The husbands were fanatic bicyclists, and that was why they were all coming to France. Running in the shadows of the Tour de France is another similar event for non-professionals. I guess we’d call them amateurs, but they seemed pretty hard-core. That event had been covid-cancelled a year ago, but was on for 2021 and the group had moved their villa reservations accordingly. The race essentially started just north of Nice, so that area was a good place for Ana and her group to rent the villa.
Disaster! A week earlier, the 2021 event also got cancelled. But no one wanted to postpone again. So they were all at the villa for a week, the two husbands making long bike treks with their team members each day, while the women enjoyed southern France. There was a lovely pool on the grounds which the young daughters could enjoy.
“You must come visit us,” Ana texted.
Saturday was free, with the Ritossa event over Friday night, and the Swiss Growth Forum not starting until late Sunday.
The real adventure turned out to be getting there and back. I hadn’t driven in Europe since 2007 but I was able to rent a car from Hertz in Monaco.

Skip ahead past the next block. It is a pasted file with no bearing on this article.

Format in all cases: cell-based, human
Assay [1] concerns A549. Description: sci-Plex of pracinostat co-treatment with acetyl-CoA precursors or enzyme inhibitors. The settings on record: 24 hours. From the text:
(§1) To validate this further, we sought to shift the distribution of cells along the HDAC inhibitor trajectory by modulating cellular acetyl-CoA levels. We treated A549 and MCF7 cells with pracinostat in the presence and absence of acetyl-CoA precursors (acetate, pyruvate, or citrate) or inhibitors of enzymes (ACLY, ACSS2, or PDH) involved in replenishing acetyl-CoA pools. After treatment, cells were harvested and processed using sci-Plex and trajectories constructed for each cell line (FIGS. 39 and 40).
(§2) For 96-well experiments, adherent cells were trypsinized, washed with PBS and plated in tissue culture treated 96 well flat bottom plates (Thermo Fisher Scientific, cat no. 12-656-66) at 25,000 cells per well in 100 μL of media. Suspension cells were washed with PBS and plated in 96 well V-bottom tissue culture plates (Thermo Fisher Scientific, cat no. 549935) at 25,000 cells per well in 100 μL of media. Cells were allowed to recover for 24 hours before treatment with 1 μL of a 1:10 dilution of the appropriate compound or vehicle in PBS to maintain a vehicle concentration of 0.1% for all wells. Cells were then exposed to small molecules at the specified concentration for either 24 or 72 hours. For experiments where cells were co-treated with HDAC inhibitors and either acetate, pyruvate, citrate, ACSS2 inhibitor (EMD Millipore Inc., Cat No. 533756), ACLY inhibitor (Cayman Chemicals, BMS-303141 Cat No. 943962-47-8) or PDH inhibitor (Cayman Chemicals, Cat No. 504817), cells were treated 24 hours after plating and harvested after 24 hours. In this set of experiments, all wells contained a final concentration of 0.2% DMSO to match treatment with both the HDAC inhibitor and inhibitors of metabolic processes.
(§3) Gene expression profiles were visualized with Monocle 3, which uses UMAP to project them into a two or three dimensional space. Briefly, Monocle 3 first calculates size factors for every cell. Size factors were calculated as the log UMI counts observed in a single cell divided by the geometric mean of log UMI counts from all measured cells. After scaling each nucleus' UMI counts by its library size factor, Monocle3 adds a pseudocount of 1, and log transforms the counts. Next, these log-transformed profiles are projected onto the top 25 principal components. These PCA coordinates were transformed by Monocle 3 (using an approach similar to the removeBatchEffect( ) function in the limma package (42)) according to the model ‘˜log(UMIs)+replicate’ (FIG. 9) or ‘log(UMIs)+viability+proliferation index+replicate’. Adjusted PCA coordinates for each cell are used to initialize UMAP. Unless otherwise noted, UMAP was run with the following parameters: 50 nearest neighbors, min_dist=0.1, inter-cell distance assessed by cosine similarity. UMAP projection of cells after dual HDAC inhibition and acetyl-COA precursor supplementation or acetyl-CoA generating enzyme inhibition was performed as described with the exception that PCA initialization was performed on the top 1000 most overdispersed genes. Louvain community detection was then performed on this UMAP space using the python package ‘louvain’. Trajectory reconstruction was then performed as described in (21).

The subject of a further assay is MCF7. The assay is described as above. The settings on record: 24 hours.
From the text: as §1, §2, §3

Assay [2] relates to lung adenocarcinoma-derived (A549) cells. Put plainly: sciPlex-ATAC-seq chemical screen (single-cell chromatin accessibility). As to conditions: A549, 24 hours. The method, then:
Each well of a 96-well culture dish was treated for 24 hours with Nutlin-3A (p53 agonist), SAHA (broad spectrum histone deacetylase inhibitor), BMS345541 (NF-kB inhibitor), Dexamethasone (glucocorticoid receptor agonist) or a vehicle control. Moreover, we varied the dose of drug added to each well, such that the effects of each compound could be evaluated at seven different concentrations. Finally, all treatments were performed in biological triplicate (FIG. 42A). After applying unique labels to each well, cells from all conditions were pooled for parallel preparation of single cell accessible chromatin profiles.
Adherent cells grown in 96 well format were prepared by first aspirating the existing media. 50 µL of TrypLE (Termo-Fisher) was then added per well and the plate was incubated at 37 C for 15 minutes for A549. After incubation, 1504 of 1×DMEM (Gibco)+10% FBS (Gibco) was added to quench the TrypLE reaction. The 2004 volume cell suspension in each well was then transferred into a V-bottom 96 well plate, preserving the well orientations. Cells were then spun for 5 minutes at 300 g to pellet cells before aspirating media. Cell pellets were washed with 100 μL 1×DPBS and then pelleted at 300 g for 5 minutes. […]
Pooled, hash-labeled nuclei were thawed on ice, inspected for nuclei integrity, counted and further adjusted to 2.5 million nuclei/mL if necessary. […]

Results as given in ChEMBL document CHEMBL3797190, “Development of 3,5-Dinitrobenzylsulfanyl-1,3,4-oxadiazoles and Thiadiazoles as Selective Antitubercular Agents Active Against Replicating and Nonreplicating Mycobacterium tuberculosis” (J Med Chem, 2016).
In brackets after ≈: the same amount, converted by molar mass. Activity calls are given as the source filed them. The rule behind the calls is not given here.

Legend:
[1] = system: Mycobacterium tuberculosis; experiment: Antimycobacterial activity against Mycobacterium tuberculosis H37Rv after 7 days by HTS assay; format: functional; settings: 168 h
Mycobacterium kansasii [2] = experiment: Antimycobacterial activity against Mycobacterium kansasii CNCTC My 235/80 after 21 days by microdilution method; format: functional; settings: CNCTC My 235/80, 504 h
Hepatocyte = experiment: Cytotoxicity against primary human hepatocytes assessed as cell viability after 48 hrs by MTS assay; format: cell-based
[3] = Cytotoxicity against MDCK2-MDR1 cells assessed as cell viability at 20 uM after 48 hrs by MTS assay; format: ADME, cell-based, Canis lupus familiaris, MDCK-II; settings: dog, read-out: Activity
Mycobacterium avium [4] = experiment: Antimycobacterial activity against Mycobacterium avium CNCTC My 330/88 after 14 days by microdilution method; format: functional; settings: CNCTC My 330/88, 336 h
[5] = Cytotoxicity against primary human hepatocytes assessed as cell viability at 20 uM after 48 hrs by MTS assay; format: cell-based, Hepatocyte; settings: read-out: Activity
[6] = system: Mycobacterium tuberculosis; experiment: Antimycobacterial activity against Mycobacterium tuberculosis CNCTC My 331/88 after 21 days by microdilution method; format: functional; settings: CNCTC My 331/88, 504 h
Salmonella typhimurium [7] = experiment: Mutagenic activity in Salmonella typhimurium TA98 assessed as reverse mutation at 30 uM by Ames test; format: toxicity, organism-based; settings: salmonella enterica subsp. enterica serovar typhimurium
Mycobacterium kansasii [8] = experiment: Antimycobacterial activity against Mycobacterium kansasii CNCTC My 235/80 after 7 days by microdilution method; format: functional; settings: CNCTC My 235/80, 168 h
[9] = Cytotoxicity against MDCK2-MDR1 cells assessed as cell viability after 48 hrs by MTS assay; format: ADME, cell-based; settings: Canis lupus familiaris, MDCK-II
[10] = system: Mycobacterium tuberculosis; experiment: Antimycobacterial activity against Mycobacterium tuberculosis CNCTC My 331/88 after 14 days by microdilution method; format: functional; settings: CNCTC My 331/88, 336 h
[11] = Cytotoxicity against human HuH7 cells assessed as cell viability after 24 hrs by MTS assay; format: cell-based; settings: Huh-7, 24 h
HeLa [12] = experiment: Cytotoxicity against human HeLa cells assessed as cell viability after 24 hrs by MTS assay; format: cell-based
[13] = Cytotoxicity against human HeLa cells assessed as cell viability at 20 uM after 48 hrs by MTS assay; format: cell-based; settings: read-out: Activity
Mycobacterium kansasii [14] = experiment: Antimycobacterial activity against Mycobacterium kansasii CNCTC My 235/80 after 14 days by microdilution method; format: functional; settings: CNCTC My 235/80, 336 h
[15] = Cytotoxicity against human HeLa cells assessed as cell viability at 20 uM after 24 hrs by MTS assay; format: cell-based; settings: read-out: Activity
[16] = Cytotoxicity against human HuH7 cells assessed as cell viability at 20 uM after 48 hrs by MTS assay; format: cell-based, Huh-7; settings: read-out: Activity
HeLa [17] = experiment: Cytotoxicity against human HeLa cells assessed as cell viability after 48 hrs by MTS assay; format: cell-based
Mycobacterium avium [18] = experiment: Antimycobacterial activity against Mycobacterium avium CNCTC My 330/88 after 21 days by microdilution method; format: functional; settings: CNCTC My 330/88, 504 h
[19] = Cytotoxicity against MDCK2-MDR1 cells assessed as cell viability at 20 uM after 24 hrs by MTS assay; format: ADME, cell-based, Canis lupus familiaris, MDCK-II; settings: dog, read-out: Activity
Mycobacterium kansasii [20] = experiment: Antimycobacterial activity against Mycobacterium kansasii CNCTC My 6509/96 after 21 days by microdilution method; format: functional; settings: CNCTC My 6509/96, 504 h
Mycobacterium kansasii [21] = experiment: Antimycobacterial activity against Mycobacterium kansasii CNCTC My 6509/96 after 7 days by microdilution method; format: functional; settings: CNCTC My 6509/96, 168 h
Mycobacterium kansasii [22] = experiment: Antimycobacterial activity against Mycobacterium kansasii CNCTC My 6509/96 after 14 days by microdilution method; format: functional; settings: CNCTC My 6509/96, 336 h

The car’s tiny size was shocking. Economy or not, this was more like a large motorcycle with a covered roof. I played with the stick shift, which was a standard five-speed, just like my Audi.
Ana had sent me the location link by Messenger, which I only had to double click, and soon Google Maps was directing me all over southern France, in the form of a pleasant female voice giving me crisp, clear directions in American English: “Take the second exit at the roundabout. In 1.2 miles turn left at the…” And so forth. It was easy. How did we ever survive without GPS?